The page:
Domestic violence statistics revealed today
Monday 19 March 2012
More than 6,500 children were witnesses to domestic abuse over Christmas.
Figures released by the Violence Reduction Unit (VRU) ahead of their annual Domestic Abuse Conference today (Monday 19 March) show that 6,585 children were present at domestic abuse incidents committed across Scotland during December and January.
And according to Anti-Violence Campaign lead Chief Inspector Graham Goulden, the real figure could be even higher.
“These are just the incidents we know about, the incidents where police have been called and recorded that children were present. Sadly, this will not be the full picture.
“We know it can often take many incidents of abuse before a victim feels able to report, often because they fear what will happen to their children if they do. It’s likely there are other children out there that we don’t know about who will have seen domestic abuse over Christmas.”
The release of the figures follows the joint ‘letter to Santa’ Christmas campaign by the VRU and CHILDREN 1ST to raise awareness of the impact of domestic violence on children and young people.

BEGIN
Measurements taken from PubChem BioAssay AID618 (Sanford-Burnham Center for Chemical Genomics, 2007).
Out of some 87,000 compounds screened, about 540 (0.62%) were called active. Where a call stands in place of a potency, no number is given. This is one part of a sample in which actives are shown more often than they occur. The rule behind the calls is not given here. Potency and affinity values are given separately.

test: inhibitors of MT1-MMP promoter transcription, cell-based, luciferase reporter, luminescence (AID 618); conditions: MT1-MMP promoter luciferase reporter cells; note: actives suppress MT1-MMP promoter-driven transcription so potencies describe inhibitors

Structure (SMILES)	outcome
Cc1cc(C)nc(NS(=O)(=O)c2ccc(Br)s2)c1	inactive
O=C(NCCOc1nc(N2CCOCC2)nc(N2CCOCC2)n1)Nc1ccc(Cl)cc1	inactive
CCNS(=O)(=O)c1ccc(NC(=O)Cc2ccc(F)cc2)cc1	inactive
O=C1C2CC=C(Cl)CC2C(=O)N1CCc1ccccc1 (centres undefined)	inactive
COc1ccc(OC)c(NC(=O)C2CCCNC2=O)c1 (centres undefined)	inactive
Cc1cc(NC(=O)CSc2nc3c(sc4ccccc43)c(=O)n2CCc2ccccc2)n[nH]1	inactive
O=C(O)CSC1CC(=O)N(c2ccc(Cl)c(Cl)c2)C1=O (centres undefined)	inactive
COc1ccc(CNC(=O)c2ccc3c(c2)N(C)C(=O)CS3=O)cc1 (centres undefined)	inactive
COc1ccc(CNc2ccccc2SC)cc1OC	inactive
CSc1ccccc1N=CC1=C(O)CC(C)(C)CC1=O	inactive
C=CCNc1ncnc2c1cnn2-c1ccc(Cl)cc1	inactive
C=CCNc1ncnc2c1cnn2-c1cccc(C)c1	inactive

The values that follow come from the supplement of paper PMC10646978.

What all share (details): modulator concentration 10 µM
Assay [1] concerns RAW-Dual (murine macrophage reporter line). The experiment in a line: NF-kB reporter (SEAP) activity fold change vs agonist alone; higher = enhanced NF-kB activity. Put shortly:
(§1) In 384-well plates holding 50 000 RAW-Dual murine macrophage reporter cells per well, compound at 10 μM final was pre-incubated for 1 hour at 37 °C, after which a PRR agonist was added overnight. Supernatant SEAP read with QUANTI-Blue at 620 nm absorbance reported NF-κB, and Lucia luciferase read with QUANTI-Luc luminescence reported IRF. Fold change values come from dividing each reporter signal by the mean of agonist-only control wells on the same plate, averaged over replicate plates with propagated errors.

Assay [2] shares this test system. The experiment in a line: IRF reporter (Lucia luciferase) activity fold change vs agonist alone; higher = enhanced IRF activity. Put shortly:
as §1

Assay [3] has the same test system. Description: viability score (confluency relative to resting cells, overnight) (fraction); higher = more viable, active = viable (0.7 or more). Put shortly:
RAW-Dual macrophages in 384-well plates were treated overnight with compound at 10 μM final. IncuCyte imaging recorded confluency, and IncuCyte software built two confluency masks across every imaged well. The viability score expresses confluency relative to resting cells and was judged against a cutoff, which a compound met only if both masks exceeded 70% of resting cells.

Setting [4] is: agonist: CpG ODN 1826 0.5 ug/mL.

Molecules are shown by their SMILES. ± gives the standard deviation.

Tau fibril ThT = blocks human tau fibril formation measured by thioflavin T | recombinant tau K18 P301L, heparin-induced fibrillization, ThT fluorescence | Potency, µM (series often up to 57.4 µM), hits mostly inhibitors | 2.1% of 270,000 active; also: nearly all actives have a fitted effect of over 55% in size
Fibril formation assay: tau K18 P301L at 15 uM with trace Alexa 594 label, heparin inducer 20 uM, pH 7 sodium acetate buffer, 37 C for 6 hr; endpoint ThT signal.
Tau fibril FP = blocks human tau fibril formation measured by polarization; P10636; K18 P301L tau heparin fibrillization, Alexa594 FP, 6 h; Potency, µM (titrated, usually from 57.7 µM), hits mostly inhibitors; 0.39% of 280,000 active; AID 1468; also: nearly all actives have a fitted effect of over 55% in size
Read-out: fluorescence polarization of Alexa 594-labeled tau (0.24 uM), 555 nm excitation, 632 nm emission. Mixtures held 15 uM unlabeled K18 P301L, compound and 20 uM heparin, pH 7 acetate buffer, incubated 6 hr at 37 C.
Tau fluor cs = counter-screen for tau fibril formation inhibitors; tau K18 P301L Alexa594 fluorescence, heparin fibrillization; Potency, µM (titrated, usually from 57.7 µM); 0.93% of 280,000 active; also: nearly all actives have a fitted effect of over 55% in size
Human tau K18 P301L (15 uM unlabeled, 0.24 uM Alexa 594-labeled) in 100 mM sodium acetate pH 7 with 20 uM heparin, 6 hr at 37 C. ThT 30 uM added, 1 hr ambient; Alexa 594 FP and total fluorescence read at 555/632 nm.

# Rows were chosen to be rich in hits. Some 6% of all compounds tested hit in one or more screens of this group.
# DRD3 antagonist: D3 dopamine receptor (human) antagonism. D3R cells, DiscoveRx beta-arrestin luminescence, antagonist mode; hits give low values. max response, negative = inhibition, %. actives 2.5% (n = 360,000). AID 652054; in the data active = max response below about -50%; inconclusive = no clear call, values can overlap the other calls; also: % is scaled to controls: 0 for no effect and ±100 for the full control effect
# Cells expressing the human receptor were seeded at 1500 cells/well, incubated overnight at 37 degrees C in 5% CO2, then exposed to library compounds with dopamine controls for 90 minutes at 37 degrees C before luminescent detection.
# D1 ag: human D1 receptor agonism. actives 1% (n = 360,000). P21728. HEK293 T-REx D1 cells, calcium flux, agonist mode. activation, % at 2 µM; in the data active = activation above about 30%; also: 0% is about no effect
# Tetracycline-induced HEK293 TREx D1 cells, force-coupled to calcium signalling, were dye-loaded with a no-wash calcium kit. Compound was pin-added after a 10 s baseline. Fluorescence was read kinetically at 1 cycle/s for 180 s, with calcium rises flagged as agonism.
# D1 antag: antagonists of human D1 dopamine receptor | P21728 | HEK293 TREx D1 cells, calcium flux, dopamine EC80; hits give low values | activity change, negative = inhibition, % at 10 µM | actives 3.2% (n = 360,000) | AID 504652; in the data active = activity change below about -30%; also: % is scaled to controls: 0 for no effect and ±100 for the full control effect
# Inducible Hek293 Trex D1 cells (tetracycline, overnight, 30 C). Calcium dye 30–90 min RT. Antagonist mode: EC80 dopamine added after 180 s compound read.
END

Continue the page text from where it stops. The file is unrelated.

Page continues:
Alison Todd, Director of Policy and Practice Development at CHILDREN 1ST, who is speaking at today's conference at the Scottish Police College, said:
"We need to start thinking about children who witness domestic abuse as victims, because often they are. Research has shown that children are more likely to be physically abused in homes where there is severe violence and also, a minority are more likely to be sexually abused.
"We know from the work we do in our abuse and trauma recovery services that the emotional trauma from growing up in homes where violence is present can also be severe, especially for younger children.
"As a society, we need to be sure that we are doing all we can to protect children from domestic abuse - the data suggests that well over 30,000 children in Scotland could be living in fear of abuse and violence.
"At CHILDREN 1ST, we've had enough of children's lives being blighted by violence and we think it is time for Scotland to say "enough" as well.
No child in Scotland should be growing up afraid to go home and we will continue to work with the VRU and others to ensure this situation changes."
Also speaking at the conference will be Scotland’s Chief Medical Officer, Sir Harry Burns and Heather Coady, Children’s Policy Manager at Scottish Women’s Aid (SWA). Heather will speak about the CEDAR (Children Experiencing Domestic Abuse Recovery) project, which received National Lottery funding of £367,109 earlier this year to work with families to help them move on from the emotional and social difficulties experienced as a consequence of domestic abuse.
Chief Inspector Goulden said:
“The issues surrounding children and young people who live with domestic abuse are many and varied. We need to raise awareness of all the many aspects of this problem in order to make it understood and help those who are suffering from it.”
Last updated: Monday 19 March 2012